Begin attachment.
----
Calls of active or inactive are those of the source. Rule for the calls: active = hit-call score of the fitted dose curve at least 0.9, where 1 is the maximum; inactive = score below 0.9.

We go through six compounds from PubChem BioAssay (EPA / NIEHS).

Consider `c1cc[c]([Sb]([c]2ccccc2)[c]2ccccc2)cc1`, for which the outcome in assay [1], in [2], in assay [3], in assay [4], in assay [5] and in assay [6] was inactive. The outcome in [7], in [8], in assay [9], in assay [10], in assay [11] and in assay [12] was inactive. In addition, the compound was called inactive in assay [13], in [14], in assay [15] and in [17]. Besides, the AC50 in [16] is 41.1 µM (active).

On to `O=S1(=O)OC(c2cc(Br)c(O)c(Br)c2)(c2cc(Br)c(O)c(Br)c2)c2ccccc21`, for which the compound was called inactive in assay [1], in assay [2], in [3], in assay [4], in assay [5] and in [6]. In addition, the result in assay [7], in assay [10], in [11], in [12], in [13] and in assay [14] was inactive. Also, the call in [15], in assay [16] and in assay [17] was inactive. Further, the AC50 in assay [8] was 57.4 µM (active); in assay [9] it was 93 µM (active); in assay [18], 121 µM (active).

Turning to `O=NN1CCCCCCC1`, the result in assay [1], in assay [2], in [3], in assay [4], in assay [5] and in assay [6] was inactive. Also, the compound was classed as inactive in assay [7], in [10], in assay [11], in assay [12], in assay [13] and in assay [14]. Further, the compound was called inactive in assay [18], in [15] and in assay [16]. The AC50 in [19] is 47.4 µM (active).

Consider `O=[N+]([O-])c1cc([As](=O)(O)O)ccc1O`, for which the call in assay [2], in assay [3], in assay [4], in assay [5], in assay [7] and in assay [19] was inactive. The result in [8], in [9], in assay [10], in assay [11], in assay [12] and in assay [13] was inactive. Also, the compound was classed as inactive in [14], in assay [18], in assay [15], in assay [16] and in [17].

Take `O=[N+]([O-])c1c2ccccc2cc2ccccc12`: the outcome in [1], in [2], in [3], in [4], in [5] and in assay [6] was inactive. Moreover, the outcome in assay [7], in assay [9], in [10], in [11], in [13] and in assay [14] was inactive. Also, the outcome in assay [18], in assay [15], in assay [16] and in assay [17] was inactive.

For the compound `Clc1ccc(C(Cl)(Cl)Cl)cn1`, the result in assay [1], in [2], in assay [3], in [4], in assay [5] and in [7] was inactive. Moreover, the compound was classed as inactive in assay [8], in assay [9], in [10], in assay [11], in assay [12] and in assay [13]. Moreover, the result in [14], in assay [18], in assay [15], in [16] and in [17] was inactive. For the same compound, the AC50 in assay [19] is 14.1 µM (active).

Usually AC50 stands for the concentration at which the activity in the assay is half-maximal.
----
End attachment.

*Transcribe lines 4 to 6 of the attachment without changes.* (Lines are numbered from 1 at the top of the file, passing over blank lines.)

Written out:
On to `O=S1(=O)OC(c2cc(Br)c(O)c(Br)c2)(c2cc(Br)c(O)c(Br)c2)c2ccccc21`, for which the compound was called inactive in assay [1], in assay [2], in [3], in assay [4], in assay [5] and in [6]. In addition, the result in assay [7], in assay [10], in [11], in [12], in [13] and in assay [14] was inactive. Also, the call in [15], in assay [16] and in assay [17] was inactive. Further, the AC50 in assay [8] was 57.4 µM (active); in assay [9] it was 93 µM (active); in assay [18], 121 µM (active).

Turning to `O=NN1CCCCCCC1`, the result in assay [1], in assay [2], in [3], in assay [4], in assay [5] and in assay [6] was inactive. Also, the compound was classed as inactive in assay [7], in [10], in assay [11], in assay [12], in assay [13] and in assay [14]. Further, the compound was called inactive in assay [18], in [15] and in assay [16]. The AC50 in [19] is 47.4 µM (active).

Consider `O=[N+]([O-])c1cc([As](=O)(O)O)ccc1O`, for which the call in assay [2], in assay [3], in assay [4], in assay [5], in assay [7] and in assay [19] was inactive. The result in [8], in [9], in assay [10], in assay [11], in assay [12] and in assay [13] was inactive. Also, the compound was classed as inactive in [14], in assay [18], in assay [15], in assay [16] and in [17].